California Forum

Understanding the weird world of California conservatives

Ben Shapiro says California lawmakers are squelching free speech

Ben Shapiro, a conservative commenter and former Breitbart editor who now leads the Daily Wire, was denied a slot on a panel at a California Senate hearing on October 3, 2017.
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Ben Shapiro, a conservative commenter and former Breitbart editor who now leads the Daily Wire, was denied a slot on a panel at a California Senate hearing on October 3, 2017.

To be conservative in California can be frustrating. Republicans haven’t won a statewide election here in a decade. Conservative policy prescriptions—such as they are—don’t have much of a constituency where most Californians live. And the place is thoroughly, maddeningly, insufferably, sometimes stiflingly “progressive.”

Which, if you think about it, makes those of us on the political right something of a counterculture. Far out!

More than that, California conservatives apparently have an outsize voice in national politics. Vox, the self-styled explanatory journalism website, published a story Monday that attempts to explain how California conservatives came to form the intellectual impetus for Donald Trump’s unlikely political ascent.

Reporter Jane Coaston “traveled the length of the Golden State, stopping at conservative outpost after conservative outpost”—which seems to have spanned from the San Fernando Valley to Claremont, about 50 miles east of L.A.

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Never mind the geographical quibbles. What she discovered is a conservatism of defiance, “isolation,” and “powerlessness,” articulated by people “who believe their views will never become the view.” Sounds like a bummer.

Yet somehow, Coaston contends, “California conservatism” has become “simply conservatism writ large.”

That seems to be the thesis anyway. As explanations go, however, it’s puzzling. It doesn’t really work. Here’s why.

BEN BOYCHUK.JPG
Ben Boychuk

For one, there is not a single “California conservatism.” The right-wing populism of L.A.-based Breitbart News is not in the same intellectual neighborhood as the Claremont Review of Books, which published Michael Anton’s influential (and highly controversial) “The Flight 93 Election.” Mashing them all together is like grafting cat legs to a dog’s body.

Also, some of these conservative thinkers don’t know what they’re talking about—because they don’t really understand politics.

Coaston leans heavily on the highly quotable Ben Shapiro, whose Daily Wire website gets 100 million views a month. “All we do all day is talk about ideas because we lose,” Shapiro told her. “We’re living in an area where no policy prescription that you have will ever be implemented in this state.”

Shapiro gets it exactly backward. Conservatives in California lose because all they do all day is talk about ideas—ideas untested by experience or utterly rejected by voters. If the purpose of politics is to win, then maybe the ideas are no good? Maybe come up with better ideas? Maybe California conservatives should talk to actual people?

But in the course of so much unsatisfactory explaining, the Vox story performs an unintentional service. Coaston’s reporting underscores just why our political vocabulary is so outmoded and lame.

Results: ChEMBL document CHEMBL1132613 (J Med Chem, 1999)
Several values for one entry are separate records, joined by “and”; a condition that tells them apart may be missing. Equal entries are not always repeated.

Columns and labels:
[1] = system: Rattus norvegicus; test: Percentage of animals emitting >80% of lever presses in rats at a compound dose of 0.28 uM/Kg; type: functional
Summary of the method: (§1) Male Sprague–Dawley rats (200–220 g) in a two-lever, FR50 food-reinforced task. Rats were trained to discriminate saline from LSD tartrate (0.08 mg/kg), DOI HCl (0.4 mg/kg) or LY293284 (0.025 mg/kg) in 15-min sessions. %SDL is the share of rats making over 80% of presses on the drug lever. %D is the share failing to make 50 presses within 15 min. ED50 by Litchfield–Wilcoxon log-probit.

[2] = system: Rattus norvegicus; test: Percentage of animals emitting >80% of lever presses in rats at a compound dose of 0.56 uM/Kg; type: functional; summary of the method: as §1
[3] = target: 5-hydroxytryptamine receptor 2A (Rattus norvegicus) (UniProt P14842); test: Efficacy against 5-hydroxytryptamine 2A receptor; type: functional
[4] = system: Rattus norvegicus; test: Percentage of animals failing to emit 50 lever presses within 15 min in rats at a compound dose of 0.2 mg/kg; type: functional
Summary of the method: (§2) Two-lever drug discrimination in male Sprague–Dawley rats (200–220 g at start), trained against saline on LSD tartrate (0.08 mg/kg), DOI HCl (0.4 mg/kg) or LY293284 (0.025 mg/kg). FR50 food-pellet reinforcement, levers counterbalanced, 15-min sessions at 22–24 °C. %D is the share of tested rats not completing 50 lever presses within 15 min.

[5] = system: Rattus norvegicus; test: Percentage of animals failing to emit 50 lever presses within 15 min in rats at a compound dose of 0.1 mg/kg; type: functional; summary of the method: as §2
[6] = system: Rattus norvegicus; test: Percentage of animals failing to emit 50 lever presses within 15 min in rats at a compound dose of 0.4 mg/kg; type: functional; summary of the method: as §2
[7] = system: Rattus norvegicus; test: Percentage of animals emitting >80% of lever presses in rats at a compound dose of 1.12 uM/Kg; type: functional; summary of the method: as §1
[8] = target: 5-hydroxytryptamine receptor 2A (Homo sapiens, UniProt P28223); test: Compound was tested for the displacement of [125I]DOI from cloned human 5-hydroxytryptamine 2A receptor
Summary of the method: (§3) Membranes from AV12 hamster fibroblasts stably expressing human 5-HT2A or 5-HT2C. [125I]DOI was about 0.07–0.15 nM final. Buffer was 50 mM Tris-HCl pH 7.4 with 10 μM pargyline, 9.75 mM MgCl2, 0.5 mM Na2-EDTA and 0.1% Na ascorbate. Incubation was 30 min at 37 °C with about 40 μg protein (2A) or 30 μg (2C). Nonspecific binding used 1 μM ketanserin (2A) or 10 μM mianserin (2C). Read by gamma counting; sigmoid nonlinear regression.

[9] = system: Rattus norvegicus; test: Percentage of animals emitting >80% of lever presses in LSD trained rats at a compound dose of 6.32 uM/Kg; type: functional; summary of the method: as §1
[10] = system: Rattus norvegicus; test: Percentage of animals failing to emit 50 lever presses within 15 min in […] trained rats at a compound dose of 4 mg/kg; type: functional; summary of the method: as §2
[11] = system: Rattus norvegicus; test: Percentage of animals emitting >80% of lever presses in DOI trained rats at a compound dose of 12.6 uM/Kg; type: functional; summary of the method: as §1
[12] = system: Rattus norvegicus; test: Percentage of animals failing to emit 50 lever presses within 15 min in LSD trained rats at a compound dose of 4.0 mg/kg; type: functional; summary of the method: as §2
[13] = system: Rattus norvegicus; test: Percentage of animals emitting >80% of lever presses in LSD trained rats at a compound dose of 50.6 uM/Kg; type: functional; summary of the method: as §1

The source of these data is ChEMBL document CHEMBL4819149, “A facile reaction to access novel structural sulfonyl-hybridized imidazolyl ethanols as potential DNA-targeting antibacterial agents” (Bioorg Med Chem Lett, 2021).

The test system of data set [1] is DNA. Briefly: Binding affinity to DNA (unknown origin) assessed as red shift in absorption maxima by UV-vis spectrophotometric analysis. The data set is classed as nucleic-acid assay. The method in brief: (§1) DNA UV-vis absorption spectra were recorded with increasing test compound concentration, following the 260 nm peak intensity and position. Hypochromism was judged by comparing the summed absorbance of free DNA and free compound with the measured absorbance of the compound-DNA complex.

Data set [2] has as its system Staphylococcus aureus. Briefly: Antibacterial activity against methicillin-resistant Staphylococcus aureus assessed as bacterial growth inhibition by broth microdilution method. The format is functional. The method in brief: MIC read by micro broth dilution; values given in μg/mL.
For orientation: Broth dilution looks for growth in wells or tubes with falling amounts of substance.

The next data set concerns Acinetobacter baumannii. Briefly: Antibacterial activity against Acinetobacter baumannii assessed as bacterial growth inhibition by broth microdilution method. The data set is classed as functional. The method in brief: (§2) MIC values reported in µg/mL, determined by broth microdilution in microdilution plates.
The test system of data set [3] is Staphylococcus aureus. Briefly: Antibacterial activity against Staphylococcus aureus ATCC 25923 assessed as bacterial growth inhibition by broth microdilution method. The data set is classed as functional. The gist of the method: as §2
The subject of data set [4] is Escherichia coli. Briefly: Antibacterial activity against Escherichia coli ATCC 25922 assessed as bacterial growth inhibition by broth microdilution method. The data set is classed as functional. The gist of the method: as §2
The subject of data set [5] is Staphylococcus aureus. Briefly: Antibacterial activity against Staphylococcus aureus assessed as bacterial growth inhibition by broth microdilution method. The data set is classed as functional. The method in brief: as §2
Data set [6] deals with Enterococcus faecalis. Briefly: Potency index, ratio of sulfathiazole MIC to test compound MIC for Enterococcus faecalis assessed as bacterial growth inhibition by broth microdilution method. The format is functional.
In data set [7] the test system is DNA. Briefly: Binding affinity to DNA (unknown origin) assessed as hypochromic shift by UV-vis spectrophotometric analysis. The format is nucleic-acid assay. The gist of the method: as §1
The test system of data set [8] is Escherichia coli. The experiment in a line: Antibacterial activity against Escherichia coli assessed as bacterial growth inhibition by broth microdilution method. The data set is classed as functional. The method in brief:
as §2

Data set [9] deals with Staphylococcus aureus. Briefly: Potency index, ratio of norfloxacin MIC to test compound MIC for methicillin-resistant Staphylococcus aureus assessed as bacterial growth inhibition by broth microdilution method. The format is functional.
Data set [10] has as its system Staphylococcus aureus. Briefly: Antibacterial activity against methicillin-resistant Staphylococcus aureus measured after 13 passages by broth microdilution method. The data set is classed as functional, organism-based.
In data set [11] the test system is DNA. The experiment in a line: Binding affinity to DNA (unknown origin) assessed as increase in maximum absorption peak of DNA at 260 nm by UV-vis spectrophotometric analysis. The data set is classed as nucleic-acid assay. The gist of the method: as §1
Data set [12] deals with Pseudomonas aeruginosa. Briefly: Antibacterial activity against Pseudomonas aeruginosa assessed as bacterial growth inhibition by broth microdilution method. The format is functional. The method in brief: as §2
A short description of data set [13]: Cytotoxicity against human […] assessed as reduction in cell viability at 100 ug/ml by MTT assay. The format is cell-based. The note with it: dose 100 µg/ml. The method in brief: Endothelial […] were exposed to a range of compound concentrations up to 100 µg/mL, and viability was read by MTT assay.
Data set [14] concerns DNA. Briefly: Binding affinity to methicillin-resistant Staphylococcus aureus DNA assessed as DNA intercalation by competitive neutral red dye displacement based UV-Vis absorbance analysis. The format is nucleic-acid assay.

What do we mean when we say somebody is “conservative” anyway? What are conservatives “conserving”?

If it’s just about shoring up the status quo, forget it. That’s about losing the game slowly. Sixty-two million Americans didn’t take a chance on an amateur politician because they were happy with the status quo. Unless you’re in tech or banking or you have a government job, the status quo sucks.

Trump isn’t a “conservative.” Not really. Setting aside the fact that the man changed his party affiliation seven times in 13 years, Trump is best understood as a disruptor. Disruption is not conservative.

To a NeverTrump Republican, the charge alone is enough to convict. But for many of us, the disruption is necessary. It’s clarifying and refreshing, too.

Trump’s ascent in 2016 made it possible to ditch the old right-wing checklist, to rethink old prescriptions and even to indulge in a bit of ideological heresy now and then.

Low taxes can be good, but in case of an emergency -- a world war, for example, or a natural disaster -- taxes might have to go up.

Regulations often prevent new businesses from forming and protect big businesses from competition. But when tech firms like Facebook and Twitter begin censoring political content, and Amazon prices out its competition, maybe some 21st-century trust-busting is in order.

Raising tariffs on bad actors like China is not a sin; it’s an instrument of statecraft, a tool in the political toolbox, aimed at correcting an imbalance that hurts middle-class Americans.

Immigration can help the country solve labor shortages and help spur innovation. Excessive or illegal immigration drives down wages and can lead to social unrest.

Those are policy questions, not matters of settled doctrine. All of them are debatable.

“Conservatism,” for want of a better term, can’t just be about recycling ideas that disintegrate in the face of real life, and it can’t just be about “owning the libs” on social media. For that matter, conservatism cannot be about the political fortunes of one man.

It’s about making the country a better place to live and work and raise a family. It’s about winning the votes.

Ben Boychuk is managing editor of American Greatness (www.amgreatness.com).
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